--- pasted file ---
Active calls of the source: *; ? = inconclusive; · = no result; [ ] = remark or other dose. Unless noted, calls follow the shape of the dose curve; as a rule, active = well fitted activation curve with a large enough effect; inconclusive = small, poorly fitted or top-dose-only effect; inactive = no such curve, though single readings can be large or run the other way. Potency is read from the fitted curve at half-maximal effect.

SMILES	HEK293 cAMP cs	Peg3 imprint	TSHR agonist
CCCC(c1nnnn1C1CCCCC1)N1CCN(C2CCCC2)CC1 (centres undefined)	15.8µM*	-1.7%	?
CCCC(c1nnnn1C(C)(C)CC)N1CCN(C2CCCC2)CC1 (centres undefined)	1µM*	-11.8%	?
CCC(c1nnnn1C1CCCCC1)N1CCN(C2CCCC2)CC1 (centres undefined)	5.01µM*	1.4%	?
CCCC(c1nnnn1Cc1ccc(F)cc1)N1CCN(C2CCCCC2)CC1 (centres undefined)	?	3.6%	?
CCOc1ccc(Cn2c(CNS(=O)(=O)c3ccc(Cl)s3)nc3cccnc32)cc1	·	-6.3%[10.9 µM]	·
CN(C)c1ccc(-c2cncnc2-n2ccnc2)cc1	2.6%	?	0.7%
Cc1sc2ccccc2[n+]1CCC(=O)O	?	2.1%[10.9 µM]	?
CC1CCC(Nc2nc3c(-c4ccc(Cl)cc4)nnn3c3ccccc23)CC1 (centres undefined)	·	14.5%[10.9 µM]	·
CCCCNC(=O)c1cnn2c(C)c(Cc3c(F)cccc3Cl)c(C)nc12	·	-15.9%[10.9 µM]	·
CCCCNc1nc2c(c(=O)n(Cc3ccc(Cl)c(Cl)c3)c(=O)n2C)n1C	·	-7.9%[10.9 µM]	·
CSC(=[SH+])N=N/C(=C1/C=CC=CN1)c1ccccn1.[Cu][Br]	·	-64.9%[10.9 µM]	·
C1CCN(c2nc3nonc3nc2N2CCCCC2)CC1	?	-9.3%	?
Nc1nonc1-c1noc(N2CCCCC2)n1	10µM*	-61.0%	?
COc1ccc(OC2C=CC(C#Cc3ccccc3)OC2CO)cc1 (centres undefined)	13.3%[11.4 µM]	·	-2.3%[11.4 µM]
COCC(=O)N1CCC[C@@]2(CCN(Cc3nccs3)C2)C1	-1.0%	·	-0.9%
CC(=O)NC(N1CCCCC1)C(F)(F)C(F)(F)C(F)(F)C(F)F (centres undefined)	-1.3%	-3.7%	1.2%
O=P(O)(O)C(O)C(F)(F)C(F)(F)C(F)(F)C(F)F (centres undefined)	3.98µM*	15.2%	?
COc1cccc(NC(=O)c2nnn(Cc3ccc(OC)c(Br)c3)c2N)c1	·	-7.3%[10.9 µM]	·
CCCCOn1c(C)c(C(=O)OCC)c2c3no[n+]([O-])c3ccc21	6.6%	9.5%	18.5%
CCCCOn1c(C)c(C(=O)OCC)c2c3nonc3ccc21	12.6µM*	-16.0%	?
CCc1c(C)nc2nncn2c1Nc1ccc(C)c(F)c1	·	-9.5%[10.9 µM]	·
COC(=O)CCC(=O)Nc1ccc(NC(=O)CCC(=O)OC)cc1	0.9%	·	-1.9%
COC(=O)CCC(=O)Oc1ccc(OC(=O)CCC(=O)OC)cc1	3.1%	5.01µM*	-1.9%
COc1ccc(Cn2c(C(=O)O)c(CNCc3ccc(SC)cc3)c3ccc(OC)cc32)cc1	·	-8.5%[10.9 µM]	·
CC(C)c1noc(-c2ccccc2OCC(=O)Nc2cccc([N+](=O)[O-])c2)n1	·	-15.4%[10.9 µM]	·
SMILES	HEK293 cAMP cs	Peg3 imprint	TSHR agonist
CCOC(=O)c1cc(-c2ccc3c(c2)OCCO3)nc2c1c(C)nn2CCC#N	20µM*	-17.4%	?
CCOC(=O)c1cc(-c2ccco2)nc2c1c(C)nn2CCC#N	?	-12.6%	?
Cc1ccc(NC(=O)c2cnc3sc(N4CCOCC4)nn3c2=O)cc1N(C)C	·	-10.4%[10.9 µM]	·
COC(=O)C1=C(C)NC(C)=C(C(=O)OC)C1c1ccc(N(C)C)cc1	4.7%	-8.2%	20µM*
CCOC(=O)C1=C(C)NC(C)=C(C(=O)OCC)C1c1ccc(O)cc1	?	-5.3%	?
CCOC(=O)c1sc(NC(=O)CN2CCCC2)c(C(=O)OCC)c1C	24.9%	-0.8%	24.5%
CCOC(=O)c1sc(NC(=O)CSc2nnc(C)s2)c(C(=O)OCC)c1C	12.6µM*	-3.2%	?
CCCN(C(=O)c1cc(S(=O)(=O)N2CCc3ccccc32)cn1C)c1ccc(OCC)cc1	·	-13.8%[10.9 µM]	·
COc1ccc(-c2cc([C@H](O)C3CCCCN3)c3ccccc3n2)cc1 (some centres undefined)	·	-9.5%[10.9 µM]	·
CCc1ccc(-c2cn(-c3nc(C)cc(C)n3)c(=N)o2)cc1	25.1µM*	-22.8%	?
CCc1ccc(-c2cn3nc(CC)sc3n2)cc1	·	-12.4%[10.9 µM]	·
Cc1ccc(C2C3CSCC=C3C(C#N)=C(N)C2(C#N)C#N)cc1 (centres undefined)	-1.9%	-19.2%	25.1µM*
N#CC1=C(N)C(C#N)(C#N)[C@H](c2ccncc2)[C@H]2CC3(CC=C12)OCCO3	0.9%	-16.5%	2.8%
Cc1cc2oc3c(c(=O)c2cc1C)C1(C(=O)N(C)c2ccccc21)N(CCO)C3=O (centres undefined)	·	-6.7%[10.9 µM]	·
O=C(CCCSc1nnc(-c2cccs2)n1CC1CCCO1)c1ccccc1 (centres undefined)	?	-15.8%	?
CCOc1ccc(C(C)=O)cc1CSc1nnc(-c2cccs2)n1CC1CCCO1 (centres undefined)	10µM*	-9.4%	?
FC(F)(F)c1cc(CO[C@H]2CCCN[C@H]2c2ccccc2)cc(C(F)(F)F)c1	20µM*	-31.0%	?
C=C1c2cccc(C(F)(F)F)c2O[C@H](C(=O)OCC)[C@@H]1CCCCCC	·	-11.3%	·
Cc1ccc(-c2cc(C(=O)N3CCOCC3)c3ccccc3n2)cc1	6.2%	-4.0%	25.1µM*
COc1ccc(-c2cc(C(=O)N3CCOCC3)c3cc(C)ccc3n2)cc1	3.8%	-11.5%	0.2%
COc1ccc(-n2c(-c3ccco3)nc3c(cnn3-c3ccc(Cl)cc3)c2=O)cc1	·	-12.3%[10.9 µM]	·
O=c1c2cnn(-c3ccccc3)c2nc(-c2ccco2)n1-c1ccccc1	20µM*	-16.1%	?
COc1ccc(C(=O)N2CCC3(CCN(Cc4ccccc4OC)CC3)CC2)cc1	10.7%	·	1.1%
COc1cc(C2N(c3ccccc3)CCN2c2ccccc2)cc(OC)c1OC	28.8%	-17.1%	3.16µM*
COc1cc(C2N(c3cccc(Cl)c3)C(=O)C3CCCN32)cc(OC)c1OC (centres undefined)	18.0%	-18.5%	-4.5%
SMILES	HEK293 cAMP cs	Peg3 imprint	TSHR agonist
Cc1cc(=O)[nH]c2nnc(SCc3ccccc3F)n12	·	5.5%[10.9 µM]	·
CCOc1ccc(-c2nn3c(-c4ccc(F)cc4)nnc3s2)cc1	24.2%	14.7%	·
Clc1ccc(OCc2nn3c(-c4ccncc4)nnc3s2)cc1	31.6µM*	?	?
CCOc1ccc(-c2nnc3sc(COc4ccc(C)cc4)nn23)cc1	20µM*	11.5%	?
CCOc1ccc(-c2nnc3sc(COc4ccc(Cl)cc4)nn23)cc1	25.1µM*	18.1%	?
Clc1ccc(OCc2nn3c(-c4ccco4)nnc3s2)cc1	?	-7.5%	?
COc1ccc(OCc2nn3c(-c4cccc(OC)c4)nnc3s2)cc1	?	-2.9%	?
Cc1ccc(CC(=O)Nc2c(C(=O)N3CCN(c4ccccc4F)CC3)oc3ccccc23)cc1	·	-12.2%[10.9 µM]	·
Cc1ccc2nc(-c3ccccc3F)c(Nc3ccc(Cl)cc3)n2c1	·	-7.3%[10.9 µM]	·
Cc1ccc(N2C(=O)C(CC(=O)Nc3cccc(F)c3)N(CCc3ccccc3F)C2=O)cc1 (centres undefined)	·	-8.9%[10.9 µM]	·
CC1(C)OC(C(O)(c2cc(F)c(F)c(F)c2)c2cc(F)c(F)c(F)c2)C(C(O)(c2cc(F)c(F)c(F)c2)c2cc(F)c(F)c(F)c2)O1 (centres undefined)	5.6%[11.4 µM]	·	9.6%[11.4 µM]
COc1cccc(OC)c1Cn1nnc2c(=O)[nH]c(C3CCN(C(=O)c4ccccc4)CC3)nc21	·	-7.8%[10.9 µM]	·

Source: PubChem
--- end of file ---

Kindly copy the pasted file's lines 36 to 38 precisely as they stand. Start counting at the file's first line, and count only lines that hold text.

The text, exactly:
CCCN(C(=O)c1cc(S(=O)(=O)N2CCc3ccccc32)cn1C)c1ccc(OCC)cc1	·	-13.8%[10.9 µM]	·
COc1ccc(-c2cc([C@H](O)C3CCCCN3)c3ccccc3n2)cc1 (some centres undefined)	·	-9.5%[10.9 µM]	·
CCc1ccc(-c2cn(-c3nc(C)cc(C)n3)c(=N)o2)cc1	25.1µM*	-22.8%	?